18. Relational Databases Strengths Proven commercial technology Can handle diverse data needs Weaknesses Limited to native atomic types Don't support object orientation Impedance Mismatch

19. Object-Relational Databases In pure relational databases, attributes are limited to atomic data types With ORDBMS A relational database is extended to handle the storage of objects Use of user-defined data types Extended SQL (ad hoc or SQL3) Inheritance tends to be language dependent

20. Object-Relational Databases Strengths Still based on SQL Can handle complex types Weaknesses Limited support for object orientation For example inheritance Not standardized, still vendor specific May still suffer form Impedance Mismatch

21. Object-Oriented Databases Two approaches Adding persistence extensions to OO languages Separate database management systems Objects are associated with an Extent An Extent is a set of instances associated with a class (equivalent to a table) Unique object ID assigned to each instance Referential integrity maintained Inheritance still tied to language Mainly support multimedia applications Sharp learning curve

22. Object-Oriented Databases Strengths Can handle complex data types Direct support for object orientation No impedance mismatch Weaknesses Still emerging technology May be risky Hard to find

23. Criteria for Object Persistence Formats Data types supported If application stores only atomic data types RDBMS may work fine If application stores complex data types OO or ORDBMS may be better Types of application systems Transaction processing Very fast access to predefined specific queries DSS Speed not as critical, but queries can vary widely Existing Storage Formats Reduce learning curve and transition time

24. Criteria for Object Persistence Formats Future Needs Look at technology trends Anticipate future needs of application Other miscellaneous Criteria Cost Concurrency control Security

25. MAPPING PROBLEM-DOMAIN OBJECTS TO OBJECT-PERSISTENCE FORMATS

26. Initial Points to Consider Adding primary and foreign keys to the problem domain Unless they add too much overhead Do data management only at the data management layer Separates storage from application logic May add overhead, but aids in portability and reuse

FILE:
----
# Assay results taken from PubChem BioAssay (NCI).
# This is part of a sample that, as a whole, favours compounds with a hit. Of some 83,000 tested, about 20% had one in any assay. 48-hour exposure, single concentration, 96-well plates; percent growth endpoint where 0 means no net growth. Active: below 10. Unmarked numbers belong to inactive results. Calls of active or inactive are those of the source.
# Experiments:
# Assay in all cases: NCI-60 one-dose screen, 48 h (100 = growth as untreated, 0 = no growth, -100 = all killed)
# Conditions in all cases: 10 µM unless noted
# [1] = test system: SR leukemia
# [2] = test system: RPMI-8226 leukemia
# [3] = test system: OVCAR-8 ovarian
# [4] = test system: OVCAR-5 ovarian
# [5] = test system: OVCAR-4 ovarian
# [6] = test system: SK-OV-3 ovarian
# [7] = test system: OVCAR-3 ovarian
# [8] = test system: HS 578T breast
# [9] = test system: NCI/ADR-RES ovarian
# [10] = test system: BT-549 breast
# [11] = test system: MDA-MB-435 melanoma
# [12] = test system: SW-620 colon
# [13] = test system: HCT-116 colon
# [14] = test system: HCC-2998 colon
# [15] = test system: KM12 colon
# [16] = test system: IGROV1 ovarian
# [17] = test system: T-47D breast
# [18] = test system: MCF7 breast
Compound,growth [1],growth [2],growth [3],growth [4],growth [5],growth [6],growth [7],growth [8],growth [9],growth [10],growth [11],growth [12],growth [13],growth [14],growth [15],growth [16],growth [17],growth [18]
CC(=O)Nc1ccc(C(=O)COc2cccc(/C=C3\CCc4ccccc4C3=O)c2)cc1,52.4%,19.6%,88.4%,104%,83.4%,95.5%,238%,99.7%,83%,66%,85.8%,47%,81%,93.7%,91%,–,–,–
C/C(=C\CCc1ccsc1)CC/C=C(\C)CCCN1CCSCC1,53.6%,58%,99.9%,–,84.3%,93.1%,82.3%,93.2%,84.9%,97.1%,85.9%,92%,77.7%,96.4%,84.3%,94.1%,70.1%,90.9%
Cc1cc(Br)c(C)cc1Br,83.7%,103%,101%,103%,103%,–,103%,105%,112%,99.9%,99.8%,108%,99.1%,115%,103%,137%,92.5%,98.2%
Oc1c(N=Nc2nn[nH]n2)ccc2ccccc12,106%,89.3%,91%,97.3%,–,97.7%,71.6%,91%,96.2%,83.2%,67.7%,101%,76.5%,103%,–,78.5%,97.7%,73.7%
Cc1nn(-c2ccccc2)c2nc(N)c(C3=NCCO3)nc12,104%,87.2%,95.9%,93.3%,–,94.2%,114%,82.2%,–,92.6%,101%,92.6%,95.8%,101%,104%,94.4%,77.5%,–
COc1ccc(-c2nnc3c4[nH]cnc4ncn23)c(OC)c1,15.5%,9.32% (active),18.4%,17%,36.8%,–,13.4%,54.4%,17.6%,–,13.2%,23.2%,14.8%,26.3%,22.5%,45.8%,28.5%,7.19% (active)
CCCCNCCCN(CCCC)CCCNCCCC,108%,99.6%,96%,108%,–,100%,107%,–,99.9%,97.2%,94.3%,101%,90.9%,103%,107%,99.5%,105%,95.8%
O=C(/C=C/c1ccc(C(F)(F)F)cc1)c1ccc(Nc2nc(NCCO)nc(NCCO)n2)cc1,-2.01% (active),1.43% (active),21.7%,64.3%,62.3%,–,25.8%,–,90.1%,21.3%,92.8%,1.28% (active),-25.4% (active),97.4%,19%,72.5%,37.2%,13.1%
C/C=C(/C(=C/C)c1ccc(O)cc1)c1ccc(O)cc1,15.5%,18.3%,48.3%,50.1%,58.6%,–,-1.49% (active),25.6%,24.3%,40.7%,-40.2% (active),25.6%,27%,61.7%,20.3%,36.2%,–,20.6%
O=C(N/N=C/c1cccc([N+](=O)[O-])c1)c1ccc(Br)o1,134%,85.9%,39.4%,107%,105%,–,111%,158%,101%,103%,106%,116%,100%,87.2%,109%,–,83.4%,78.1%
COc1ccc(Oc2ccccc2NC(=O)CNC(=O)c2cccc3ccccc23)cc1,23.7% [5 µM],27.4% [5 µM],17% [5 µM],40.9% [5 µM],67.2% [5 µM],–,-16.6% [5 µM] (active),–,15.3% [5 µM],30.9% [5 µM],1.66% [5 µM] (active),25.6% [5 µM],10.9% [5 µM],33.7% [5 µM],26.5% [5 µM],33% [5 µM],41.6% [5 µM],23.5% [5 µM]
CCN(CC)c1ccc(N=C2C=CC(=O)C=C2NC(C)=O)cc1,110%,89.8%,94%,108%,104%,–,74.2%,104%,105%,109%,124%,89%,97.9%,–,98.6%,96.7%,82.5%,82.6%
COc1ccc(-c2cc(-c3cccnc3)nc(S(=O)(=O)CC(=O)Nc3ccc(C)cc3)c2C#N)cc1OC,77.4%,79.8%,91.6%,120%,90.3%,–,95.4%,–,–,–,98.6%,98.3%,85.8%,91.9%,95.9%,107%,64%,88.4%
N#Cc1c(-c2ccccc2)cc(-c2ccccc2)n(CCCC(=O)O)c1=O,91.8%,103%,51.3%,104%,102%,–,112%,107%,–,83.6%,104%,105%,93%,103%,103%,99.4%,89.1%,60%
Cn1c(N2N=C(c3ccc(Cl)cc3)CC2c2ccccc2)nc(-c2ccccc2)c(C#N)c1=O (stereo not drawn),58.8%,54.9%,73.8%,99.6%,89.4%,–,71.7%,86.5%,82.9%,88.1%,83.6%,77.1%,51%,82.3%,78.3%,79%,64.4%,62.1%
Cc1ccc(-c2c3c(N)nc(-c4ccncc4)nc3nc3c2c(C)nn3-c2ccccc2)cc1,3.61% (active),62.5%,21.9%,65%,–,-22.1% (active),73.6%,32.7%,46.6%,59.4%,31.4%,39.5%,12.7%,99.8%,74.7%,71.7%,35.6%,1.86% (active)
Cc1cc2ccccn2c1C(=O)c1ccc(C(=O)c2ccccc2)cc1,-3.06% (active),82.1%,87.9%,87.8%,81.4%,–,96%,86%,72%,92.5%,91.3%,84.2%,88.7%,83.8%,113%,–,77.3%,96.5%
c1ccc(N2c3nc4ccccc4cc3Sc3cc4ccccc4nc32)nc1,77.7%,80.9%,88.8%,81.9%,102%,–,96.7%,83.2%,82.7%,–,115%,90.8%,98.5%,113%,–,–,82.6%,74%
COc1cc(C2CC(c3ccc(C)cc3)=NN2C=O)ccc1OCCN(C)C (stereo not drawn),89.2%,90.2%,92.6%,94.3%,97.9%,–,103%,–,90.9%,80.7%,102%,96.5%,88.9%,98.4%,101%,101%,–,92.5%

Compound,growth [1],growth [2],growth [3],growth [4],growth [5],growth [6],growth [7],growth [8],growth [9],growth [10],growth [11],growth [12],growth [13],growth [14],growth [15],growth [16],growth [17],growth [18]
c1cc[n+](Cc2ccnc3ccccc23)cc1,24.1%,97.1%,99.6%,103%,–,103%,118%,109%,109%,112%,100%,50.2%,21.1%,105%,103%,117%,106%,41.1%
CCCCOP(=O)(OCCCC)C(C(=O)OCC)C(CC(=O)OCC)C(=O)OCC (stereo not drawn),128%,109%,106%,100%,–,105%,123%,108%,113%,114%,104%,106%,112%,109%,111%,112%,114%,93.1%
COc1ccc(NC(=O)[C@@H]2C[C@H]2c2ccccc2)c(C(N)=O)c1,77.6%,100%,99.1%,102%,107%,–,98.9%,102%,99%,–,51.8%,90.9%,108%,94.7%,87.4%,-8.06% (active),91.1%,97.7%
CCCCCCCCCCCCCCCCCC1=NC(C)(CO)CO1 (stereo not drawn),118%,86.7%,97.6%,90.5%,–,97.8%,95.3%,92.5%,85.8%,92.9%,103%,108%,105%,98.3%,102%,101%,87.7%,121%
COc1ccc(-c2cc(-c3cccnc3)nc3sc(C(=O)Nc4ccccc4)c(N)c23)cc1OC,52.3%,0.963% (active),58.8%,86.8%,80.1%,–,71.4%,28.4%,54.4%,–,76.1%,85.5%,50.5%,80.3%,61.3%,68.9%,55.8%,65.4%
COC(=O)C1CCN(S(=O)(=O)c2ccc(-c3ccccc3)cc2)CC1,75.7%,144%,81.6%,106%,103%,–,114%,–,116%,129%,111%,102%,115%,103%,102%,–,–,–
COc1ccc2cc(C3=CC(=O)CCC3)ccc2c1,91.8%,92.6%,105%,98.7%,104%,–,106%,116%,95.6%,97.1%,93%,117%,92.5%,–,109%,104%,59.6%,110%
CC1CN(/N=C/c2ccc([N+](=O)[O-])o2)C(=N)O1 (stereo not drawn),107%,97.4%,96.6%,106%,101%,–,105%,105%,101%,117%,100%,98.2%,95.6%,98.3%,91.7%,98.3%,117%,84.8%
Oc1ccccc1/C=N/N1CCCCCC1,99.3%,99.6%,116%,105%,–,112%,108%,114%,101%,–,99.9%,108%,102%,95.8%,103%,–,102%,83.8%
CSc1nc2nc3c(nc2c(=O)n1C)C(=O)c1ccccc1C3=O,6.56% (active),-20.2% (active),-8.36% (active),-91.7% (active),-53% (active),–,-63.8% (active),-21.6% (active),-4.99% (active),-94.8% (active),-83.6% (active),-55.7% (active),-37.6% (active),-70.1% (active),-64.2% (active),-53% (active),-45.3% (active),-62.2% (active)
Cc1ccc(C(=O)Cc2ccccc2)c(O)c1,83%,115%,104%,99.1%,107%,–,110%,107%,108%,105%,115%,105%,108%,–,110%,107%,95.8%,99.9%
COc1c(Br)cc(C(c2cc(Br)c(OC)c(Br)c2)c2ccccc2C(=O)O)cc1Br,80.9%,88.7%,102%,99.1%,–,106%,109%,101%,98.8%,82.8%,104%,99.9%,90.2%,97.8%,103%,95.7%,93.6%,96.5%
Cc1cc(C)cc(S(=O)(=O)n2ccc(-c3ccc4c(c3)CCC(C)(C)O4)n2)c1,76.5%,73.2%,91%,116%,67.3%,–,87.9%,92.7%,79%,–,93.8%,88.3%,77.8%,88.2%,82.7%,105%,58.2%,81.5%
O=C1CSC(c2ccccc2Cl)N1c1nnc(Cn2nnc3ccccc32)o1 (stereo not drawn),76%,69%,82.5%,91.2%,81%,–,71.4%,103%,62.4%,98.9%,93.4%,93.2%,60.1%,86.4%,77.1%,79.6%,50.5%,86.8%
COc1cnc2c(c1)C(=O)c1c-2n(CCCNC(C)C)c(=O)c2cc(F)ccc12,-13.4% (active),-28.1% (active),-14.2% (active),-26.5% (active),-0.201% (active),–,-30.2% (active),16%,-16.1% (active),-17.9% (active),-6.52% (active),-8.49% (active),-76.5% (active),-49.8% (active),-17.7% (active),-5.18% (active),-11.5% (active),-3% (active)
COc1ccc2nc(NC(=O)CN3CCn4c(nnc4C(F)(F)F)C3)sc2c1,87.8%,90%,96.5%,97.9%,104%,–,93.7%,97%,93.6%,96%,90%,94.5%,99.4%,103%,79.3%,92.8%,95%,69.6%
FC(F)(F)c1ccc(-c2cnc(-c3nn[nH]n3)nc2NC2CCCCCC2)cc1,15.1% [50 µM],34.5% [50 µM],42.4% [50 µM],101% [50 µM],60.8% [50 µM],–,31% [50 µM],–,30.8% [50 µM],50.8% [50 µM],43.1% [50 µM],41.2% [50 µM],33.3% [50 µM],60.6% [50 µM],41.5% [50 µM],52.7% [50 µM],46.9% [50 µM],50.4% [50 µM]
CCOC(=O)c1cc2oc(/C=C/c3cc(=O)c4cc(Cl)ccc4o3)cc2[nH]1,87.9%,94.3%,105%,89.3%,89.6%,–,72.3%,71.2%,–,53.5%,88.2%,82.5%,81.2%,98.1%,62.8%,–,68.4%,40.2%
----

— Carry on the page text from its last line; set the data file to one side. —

27. Mapping PD Objects to OODBMS Format 1-1 mapping from PD objects to data management objects Data management object will have the functionality needed to store object This leaves PD objects unchanged and portable

28. Mapping PD Classes to RDBMS Map all concrete problem domain classes to the RDBMS tables. Map single valued attributes to columns of the tables. Map methods to stored procedures or to program modules. Map single-valued aggregation and association relationships to a column that can store the key of the related table Map multi-valued attributes and repeating groups to new tables and create a one-to-many association from the original table to the new ones.

29. Mapping PD Classes to RDBMS Map multi-valued aggregation and association relationships to a new associative table that relates the two original tables together. Copy the primary key from both original tables to the new associative table For aggregation and association relationships of mixed type, copy the primary key from the single-valued side (1..1 or 0..1) of the relationship to a new column in the table on the multi-valued side (1..* or 0..*) of the relationship that can store the key of the related table Ensure that the primary key of the subclass instance is the same as the primary key of the superclass..